1. Go where the door is open. Work with teachers who ask for your help and invest deeply in those teachers. Brag on them, encourage them, publish their successes.
2. Listen carefully to what each teacher says. Ask questions that show you respect them (Not "What were you thinking?!" but "Help me understand your theories behind this instructional decision.")
3.Bring resources, a big smile and a helpful hand when you visit. Maybe even a cup of coffee!
4. Stay informed about district initiatives, trainings, events, and decisions. Share what you know with the teachers. This is probably the most powerful move I made: sharing with the teachers what I learned in district meetings, explaining what was behind mandated changes and practices. Teachers were much more willing to get on board when I told them what was behind a decision. In fact, most said no one had ever bothered to explain those things to them and they were very touched.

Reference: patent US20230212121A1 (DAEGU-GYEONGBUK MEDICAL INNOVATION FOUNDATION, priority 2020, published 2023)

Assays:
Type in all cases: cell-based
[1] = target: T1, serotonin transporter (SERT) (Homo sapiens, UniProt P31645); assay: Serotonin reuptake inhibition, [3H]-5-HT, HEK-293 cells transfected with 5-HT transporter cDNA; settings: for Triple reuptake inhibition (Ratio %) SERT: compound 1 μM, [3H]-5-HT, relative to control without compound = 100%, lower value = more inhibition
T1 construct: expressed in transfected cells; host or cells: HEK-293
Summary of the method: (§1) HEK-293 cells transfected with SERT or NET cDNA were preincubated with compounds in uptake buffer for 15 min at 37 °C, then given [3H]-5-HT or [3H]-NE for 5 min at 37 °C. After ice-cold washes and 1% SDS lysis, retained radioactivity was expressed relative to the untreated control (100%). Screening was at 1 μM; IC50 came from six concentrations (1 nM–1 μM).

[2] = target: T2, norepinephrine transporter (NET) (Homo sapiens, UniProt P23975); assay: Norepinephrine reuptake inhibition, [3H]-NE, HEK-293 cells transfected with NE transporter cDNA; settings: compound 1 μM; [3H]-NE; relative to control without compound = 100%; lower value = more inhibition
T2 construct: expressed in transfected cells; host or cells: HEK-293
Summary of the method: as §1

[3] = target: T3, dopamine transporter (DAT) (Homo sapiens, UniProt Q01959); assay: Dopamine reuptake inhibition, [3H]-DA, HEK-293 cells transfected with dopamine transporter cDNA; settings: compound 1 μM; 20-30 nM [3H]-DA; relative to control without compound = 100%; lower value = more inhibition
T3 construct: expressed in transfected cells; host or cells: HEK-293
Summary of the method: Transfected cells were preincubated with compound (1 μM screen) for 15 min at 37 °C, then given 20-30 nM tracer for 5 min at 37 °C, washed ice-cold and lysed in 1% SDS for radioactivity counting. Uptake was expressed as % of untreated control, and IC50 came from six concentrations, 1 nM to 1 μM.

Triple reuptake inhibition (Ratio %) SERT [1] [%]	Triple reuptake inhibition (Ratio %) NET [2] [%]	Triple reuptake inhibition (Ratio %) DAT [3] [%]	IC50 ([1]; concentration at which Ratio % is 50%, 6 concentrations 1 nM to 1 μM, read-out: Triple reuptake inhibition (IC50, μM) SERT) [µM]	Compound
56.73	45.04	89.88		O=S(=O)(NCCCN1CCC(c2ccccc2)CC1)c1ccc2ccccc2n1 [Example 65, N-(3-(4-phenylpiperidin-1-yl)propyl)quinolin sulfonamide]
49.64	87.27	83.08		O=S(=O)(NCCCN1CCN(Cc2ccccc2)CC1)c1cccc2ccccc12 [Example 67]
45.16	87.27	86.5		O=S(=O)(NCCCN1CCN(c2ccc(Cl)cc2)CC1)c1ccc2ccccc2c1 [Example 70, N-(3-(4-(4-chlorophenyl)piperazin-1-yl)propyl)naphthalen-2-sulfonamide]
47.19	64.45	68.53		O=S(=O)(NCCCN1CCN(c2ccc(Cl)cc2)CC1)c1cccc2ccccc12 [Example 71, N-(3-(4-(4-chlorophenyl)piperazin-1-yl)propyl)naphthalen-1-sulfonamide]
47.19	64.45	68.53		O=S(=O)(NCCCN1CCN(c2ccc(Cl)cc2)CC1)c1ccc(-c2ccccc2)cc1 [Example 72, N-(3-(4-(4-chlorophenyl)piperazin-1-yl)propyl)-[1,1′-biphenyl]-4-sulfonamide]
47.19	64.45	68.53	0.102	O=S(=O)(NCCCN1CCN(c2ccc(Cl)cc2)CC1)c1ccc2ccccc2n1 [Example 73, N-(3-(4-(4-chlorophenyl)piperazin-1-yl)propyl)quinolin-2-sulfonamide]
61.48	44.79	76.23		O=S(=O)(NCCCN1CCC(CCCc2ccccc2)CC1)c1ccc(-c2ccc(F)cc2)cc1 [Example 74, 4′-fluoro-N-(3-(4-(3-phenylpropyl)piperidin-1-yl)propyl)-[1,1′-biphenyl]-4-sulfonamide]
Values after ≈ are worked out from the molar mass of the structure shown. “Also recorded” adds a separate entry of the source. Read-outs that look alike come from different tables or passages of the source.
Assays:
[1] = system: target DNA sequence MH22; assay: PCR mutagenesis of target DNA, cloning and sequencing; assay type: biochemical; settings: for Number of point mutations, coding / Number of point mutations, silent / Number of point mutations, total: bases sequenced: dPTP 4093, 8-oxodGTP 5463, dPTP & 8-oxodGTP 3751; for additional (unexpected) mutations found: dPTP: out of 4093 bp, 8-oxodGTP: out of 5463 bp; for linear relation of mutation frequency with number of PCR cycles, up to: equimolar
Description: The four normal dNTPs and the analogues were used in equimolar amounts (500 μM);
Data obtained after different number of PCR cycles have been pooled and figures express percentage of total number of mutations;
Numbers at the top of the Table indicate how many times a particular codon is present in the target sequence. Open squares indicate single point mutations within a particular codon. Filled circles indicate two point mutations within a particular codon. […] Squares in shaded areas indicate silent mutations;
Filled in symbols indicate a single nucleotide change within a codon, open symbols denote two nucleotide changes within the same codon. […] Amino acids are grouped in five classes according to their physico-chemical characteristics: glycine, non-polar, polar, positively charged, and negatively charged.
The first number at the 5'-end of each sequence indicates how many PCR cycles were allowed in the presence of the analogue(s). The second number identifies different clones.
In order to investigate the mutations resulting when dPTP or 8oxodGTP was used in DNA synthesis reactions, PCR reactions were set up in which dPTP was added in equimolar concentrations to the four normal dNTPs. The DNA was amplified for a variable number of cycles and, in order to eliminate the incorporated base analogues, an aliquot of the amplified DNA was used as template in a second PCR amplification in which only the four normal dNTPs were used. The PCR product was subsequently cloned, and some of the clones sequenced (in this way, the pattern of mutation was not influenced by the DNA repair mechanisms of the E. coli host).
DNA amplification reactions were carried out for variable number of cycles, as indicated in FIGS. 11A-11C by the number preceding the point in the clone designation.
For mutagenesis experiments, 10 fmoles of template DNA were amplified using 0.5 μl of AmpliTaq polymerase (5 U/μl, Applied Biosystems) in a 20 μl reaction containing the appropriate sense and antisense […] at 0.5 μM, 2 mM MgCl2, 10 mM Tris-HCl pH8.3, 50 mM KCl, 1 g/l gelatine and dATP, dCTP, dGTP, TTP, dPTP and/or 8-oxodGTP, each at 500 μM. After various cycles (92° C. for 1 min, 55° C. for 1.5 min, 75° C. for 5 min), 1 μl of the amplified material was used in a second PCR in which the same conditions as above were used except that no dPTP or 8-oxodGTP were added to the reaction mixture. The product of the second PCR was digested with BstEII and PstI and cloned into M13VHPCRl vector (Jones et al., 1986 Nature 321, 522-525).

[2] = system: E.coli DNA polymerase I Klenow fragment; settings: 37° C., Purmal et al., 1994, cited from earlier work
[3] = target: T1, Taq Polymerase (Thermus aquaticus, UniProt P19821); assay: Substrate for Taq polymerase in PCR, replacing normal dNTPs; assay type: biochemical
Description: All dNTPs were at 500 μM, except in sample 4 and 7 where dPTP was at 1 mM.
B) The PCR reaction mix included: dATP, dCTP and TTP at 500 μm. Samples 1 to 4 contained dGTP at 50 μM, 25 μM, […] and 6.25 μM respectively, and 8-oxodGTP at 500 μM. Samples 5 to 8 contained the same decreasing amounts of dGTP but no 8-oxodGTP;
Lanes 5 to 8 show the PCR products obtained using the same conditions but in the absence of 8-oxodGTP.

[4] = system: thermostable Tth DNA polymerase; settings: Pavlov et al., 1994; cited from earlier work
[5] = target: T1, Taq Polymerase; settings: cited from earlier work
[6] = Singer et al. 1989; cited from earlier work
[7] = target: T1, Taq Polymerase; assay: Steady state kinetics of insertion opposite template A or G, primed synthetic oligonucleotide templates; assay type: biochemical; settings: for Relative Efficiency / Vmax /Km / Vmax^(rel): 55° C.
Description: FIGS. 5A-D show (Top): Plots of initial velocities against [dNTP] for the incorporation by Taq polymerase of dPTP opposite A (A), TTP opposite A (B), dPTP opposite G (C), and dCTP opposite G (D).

5. Offer to plan, organize and deliver timely professional development that costs the teachers nothing and costs very little for the administrators to support. One principal I know provides lunch for teachers who volunteer to attend pd sessions during their lunch period. The sessions are quick, fun, organized and teachers always leave with a new idea they can try tomorrow. They do these monthly and the sessions are wildly successful.
6. Read, attend your own pd, stay abreast of what is happening in your state and across the country. Be a guest teacher in classrooms.